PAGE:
Hospice emerged in response to improvements in medicine and technology to address the needs of the dying more effectively than hospitals can. Caring for only the terminally ill, hospices can be independent, hospital-affiliated, nursing home based, in an extended care facility, or home health agency based.
The modern hospice movement began in Great Britain. Its origins trace back to the Middle Ages when clergy operated houses or shelters for strangers, soldiers, and pilgrims. In 1842 a group of Catholic women established a hospice in France for poor women who had terminal illnesses. This model inspired Dame Cicely Saunders to establish St. Christopher’s Hospice in Sydenham, England, in 1967. In 1963 she had introduced the hospice concept to Yale medical students, leading Florence Wald, dean of the Yale University School of Nursing, to found the first U.S. hospice in New Haven, Connecticut, in 1974.
Hospice gives the dying some control over their lives, pain, and medications, and it removes the isolation that often characterizes dying in hospitals. To enter hospice programs, the patient and family acknowledge the probability of the patient dying and that a cure is unlikely. Hospice can provide people dying at home with the care, comfort, and dignity that they need in their dying process.
Hospice care begins where traditional medicine ends, allowing the dying a dignified death with less pain and more ability to truly live until they die. Hospice may increase communications between patient, physician, and family to improve pain relief and symptom management. The challenge is to give the dying meaning, dignity, and life during a time of great fear and apprehension in the face of pain, distressing symptoms, dependency, extended suffering, loss of dignity, endless meaningless days, dying alone, and financial disaster.
Dame Saunders saw pain management as the first goal of hospice. If their pain is managed, patients can take care of unfinished business and attend to aspects of their lives and important relationships. Pain increases death anxiety and depression. Those without pain are better able to think and to resolve at least some of their fears.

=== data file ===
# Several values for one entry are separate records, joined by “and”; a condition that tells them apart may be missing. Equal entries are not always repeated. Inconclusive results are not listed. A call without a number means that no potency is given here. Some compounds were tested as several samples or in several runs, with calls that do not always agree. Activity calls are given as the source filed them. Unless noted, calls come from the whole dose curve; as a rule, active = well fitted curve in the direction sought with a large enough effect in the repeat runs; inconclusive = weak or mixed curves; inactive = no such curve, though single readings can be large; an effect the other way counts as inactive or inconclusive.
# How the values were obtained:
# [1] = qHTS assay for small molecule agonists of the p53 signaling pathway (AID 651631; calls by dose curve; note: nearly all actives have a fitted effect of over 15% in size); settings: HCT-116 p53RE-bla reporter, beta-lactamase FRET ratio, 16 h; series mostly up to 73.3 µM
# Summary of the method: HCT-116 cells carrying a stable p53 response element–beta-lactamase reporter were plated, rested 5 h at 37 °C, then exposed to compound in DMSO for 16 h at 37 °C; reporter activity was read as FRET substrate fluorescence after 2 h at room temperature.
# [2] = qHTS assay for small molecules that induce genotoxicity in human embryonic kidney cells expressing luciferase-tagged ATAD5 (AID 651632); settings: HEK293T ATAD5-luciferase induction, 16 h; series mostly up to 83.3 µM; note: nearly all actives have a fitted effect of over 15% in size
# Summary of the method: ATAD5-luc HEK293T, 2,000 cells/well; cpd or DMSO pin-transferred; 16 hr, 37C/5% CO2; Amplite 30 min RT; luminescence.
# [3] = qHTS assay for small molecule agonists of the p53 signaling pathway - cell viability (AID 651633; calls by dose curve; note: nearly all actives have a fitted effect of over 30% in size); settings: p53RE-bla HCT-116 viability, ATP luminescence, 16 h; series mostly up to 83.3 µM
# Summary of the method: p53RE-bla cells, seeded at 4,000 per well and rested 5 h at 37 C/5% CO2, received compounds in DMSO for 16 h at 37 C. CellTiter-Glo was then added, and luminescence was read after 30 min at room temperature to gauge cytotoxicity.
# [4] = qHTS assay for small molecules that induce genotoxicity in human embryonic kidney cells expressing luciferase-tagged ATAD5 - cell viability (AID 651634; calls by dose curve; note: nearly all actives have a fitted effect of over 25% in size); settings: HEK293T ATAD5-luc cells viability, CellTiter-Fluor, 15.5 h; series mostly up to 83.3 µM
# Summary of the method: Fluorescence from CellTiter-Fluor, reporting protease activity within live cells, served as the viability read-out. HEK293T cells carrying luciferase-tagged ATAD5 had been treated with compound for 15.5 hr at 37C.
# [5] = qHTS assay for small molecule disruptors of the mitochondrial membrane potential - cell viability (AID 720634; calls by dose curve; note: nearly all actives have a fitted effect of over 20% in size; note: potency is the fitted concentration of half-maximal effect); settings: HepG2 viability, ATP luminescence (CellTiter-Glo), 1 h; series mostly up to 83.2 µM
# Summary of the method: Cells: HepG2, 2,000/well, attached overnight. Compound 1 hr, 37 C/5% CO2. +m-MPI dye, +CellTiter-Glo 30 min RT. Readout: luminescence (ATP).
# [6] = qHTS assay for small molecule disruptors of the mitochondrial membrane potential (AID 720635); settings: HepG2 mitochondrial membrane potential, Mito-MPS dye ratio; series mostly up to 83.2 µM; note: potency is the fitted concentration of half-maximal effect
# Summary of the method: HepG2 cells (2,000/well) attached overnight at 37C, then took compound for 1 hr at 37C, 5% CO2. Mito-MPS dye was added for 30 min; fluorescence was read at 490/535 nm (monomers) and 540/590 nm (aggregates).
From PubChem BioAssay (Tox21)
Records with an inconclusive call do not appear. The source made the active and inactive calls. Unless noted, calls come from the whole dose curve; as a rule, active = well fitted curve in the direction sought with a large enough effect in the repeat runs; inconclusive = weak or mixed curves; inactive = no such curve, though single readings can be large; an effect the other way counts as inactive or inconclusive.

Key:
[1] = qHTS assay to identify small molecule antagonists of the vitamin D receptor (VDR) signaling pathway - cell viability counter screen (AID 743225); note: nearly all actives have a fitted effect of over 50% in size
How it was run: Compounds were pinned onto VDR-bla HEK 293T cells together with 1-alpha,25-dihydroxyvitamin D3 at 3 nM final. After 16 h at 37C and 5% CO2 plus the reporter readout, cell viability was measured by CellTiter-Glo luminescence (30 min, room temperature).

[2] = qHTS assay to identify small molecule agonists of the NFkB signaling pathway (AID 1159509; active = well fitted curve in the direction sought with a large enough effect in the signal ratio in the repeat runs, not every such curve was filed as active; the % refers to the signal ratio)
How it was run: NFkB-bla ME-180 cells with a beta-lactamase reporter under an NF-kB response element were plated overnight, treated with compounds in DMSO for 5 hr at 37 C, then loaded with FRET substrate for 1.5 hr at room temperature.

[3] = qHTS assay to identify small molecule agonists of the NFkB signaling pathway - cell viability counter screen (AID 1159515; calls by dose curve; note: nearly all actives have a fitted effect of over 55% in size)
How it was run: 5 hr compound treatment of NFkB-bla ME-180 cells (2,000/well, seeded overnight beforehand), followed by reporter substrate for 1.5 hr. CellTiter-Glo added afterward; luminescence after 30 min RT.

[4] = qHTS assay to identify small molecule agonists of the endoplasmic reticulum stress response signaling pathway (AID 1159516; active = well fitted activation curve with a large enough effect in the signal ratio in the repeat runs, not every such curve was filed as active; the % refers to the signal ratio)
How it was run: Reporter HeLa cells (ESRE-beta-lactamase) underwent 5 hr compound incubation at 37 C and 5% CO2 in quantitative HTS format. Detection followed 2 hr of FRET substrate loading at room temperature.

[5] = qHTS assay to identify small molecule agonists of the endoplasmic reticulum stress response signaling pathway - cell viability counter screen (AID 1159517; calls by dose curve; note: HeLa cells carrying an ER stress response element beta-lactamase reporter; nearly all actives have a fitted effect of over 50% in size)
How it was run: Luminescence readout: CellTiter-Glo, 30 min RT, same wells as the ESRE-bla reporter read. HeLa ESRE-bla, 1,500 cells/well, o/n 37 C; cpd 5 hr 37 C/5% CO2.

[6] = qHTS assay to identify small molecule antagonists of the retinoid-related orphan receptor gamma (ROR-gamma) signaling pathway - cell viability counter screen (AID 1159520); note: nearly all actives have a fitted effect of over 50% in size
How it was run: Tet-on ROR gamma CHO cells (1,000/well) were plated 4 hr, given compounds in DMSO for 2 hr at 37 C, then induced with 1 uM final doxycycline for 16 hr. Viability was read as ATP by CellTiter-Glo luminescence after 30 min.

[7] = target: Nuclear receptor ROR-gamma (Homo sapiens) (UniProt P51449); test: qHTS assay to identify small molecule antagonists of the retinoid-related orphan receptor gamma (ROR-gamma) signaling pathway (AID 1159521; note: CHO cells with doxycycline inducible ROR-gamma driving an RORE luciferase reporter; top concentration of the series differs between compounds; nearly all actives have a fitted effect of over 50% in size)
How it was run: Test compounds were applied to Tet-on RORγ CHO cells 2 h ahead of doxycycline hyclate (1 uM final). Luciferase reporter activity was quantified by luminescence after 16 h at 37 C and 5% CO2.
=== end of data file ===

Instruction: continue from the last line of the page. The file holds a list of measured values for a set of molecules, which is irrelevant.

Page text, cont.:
Fear often keeps us from thinking clearly and discovering alternatives to our situation. Hospice thus pursues aggressive pain and symptom management and creates a comforting environment without rigidity in the caregiver’s approach. Unlike hospitals, which typically offer aggressive life-prolonging treatments not always in keeping with the values and preferences of patients and their families, hospice need not try to prolong life or provide painful treatments that may cause additional suffering.
Hospice tries to make patients as comfortable as possible by allowing them to stay at home or, if this is not possible, to stay in a homelike setting where patients can have treasured possessions, family, and friends. Even if hospitals allowed pets and did not have visiting regulations, they would be unable to offer the care and dying with dignity that hospice can provide. The hospice team approach encourages adaptations to different cultural groups, honors traditions, and makes families an integral part of the process. Hospice encourages families to be as involved as they wish to the extent that they are able, and it works around the families’ and patients’ schedules.